Social media and "selfies" can dominate the daily life of any teenager with a smartphone, but the pressure to "look beautiful" trickles down even to elementary-age girls, said Worthington Park Elementary School sixth-grader Audrey Yates.
"With social media these days, there are all these models out there that are so skinny and all Photoshopped," Audrey said. "We don't want girls to look at that and think, 'That's what I need to look like.' We want girls to know they are beautiful and that they are strong."
She and classmate Lauren Carpenter began that effort by founding the Inner Beauty Club at Worthington Park. They meet during a lunch hour once a week with eight to 10 girls – all sixth graders – to talk about "girl stuff."
"We want our club to be a safe place for girls to find friends and learn how to be comfortable in their own shoes," Lauren said.
"We talk about how to deal with our problems and we like to give constant support to each other."
Topics the girls discuss include feminism, confidence, happiness, female role models, stereotypes, inner strength, drama, hope, standing up for oneself and others, leadership, gender equality and beauty, Audrey said.
"Our goal is to empower girls to speak out and to be confident with themselves and have high self-esteem," she said.
Principal Asia Armstrong said she asked the girls "a lot of questions" at first, but soon loved the idea of the club. Sixth-grade teacher Sandy Norse also agreed to allow the girls to meet in her classroom.
"One of the really cool aspects of IBC is that it is not all about conforming and getting all the girls to be the same," Armstrong said. "The girls encourage each other to be who they are and love who they are. They understand that it is OK to be unique.
"I also appreciate the fact that these girls are forward-thinking. They often have discussions about what they plan to do in middle school and beyond."
Audrey and Lauren said they were inspired to form their group by the Ruling Our eXperiences club – known best by its acronym, ROX – they joined in fifth grade.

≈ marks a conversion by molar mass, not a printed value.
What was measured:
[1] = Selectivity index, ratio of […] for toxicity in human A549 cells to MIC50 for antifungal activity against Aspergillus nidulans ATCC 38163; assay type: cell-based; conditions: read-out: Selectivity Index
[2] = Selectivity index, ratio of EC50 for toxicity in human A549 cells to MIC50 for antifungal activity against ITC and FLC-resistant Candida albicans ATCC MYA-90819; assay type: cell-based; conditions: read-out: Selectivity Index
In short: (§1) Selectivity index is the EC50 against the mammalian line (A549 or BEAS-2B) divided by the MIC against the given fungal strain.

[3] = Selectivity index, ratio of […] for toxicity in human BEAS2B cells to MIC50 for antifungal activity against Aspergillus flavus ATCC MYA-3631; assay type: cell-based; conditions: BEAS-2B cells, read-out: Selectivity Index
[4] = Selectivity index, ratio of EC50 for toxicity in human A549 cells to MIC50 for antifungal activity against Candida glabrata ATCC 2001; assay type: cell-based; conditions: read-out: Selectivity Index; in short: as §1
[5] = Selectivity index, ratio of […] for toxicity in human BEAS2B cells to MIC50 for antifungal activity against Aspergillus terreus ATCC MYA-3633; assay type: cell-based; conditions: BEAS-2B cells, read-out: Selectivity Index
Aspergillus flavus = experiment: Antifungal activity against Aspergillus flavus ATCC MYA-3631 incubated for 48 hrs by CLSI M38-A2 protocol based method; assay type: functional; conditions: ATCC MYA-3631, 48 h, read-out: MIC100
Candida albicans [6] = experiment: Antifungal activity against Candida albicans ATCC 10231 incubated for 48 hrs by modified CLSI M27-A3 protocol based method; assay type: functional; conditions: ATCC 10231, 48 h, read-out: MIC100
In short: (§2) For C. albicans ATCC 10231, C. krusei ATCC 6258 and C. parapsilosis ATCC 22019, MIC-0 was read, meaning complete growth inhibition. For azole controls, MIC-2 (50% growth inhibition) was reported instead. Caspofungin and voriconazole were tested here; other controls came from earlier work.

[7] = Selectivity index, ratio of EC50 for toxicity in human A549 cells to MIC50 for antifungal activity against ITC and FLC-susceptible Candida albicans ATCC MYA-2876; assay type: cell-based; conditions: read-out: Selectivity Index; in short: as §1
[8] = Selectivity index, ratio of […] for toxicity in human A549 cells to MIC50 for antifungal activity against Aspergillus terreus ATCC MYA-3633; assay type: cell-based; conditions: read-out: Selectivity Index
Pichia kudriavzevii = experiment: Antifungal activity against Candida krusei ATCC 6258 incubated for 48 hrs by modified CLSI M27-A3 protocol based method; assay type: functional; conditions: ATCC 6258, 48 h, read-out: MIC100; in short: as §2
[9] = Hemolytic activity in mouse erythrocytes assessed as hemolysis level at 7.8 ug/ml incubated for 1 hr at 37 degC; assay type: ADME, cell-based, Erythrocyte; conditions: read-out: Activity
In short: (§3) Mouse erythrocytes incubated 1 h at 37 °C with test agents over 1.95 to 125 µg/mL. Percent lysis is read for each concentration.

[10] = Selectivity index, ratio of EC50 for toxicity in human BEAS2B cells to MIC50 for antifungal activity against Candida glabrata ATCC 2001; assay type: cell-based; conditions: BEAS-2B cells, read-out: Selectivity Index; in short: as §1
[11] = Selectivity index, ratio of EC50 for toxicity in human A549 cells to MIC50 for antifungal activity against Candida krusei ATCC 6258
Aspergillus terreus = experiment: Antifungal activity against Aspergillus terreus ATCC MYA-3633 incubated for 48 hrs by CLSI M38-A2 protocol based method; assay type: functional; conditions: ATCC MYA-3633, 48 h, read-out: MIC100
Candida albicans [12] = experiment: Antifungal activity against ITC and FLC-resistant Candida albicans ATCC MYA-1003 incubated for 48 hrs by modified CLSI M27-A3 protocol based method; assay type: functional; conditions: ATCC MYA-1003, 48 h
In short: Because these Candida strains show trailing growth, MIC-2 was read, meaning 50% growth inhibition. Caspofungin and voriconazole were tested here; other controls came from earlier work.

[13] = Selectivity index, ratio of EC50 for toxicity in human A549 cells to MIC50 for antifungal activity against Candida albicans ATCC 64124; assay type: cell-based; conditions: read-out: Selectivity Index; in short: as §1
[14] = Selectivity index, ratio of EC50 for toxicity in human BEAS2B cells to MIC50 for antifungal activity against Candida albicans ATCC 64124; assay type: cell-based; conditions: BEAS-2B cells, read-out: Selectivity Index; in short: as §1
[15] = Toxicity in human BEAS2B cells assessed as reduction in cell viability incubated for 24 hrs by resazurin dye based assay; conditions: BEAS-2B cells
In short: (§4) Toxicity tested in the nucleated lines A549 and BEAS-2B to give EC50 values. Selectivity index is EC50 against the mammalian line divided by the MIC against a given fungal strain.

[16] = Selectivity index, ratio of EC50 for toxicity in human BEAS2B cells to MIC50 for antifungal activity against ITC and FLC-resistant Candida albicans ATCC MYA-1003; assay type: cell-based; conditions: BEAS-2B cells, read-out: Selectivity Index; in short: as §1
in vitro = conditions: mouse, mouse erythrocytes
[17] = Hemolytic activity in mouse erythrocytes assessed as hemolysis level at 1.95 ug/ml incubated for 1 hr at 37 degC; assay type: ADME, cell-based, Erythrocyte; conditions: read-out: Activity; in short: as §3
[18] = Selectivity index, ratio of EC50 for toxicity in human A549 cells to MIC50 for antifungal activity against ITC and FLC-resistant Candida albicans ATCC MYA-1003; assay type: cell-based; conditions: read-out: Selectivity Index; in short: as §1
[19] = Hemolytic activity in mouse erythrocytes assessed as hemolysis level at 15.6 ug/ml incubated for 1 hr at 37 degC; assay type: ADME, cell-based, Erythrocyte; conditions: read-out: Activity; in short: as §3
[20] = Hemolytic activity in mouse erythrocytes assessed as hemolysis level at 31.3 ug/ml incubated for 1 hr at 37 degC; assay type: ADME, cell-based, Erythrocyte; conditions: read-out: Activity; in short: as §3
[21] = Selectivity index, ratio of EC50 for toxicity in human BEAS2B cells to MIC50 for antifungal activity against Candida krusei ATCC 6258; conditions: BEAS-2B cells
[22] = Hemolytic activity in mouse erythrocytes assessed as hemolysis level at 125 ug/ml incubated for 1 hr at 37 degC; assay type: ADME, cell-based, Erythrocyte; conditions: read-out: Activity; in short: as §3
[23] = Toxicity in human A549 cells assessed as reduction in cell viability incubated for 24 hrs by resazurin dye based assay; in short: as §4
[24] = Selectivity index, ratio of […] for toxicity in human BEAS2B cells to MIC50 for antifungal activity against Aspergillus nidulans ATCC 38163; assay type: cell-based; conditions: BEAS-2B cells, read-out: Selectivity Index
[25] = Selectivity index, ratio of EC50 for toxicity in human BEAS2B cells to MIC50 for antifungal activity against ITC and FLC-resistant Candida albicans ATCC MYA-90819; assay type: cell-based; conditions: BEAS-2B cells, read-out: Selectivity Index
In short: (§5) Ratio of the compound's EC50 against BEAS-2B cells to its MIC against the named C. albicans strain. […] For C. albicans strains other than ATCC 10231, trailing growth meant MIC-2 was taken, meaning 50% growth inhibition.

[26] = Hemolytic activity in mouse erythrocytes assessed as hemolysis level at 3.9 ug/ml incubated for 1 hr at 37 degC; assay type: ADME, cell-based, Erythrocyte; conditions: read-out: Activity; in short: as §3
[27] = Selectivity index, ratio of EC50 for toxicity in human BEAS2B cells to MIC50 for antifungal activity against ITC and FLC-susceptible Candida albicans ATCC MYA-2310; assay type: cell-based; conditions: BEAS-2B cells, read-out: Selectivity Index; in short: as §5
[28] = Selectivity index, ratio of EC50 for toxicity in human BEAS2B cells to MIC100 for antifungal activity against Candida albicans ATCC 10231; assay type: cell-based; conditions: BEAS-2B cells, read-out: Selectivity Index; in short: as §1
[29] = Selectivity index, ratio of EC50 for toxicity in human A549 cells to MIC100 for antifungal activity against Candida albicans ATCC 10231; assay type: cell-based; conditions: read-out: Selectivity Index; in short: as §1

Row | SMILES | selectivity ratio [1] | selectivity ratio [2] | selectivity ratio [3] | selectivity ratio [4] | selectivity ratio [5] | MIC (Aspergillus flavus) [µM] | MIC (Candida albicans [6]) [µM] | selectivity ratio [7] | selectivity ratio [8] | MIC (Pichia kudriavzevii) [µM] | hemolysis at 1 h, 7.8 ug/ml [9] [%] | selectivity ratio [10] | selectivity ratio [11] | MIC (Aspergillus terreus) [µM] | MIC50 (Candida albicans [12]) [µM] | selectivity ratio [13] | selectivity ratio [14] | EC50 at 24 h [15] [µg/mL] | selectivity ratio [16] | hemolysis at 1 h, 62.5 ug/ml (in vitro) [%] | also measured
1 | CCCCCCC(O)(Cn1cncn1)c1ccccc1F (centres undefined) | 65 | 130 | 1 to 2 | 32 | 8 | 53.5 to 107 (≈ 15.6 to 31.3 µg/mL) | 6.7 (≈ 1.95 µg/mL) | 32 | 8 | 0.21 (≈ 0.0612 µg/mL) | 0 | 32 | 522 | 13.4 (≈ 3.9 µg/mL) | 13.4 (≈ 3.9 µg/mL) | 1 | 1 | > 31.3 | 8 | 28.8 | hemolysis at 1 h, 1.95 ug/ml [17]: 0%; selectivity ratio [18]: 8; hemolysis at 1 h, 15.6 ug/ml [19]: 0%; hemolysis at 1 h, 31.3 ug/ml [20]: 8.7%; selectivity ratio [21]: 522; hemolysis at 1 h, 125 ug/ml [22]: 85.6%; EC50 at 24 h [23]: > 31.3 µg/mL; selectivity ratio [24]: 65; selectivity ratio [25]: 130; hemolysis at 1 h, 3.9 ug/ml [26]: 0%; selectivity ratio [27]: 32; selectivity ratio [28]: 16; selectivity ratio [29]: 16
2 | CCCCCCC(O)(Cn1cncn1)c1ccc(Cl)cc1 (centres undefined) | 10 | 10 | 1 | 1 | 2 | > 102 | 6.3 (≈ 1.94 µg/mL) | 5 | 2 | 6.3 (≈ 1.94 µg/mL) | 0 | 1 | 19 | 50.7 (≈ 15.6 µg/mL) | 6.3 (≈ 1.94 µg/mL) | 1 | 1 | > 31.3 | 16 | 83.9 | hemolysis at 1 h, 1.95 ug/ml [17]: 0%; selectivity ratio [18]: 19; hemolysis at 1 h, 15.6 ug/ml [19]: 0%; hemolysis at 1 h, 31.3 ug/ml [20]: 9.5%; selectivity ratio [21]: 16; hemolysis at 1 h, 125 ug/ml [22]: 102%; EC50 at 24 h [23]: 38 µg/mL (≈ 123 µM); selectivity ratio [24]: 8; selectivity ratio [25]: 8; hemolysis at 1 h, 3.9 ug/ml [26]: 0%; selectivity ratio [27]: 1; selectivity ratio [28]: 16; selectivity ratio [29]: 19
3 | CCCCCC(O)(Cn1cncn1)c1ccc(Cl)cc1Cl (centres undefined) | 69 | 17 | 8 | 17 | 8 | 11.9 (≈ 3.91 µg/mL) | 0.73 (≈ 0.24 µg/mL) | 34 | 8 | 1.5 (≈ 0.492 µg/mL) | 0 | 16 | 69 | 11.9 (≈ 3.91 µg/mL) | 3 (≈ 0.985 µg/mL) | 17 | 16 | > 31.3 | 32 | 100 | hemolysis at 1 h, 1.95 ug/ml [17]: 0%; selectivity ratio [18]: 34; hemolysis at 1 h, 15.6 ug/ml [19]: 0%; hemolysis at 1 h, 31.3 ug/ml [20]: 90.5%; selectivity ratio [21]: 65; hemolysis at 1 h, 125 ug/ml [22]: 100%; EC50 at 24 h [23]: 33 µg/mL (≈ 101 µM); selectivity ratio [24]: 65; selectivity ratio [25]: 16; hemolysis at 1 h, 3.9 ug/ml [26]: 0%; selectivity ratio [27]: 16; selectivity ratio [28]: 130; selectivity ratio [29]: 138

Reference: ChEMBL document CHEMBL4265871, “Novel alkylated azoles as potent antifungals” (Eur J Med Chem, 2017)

Coordinated by the school counselor, the ROX program is a nationwide club. However, it only is for fifth-grade girls.
"There is a lottery for girls to get in, so only about 10 to 15 girls are allowed in each year," Audrey said.
Lauren said a major goal for the Inner Beauty Club is to organize guest speakers who can address issues important to girls.
"We like to talk about things like confidence, inner beauty, problems they are facing, drama and their opinions on current events or issues," she said. "You don't have to act like a 'normal' girl and you don't have to do everything that everyone else is doing. You can be what you want to be."
Armstrong said she is excited about the club's potential.
"These ladies are amazing young leaders and they undoubtedly will do great things in the future," she said. "I am so thankful that I get to work with them."
Audrey said they are looking for two-fifth grade girls to take over the group at the end of the school year when she and Lauren move on to middle school.
Her mother, Nancy, said she was "pretty impressed" that the two girls decided to start and run a club on their own.
"I'm also impressed that they've continued so long with it and have such interesting topics to discuss," she said. "Audrey really seems to be blooming as a leader."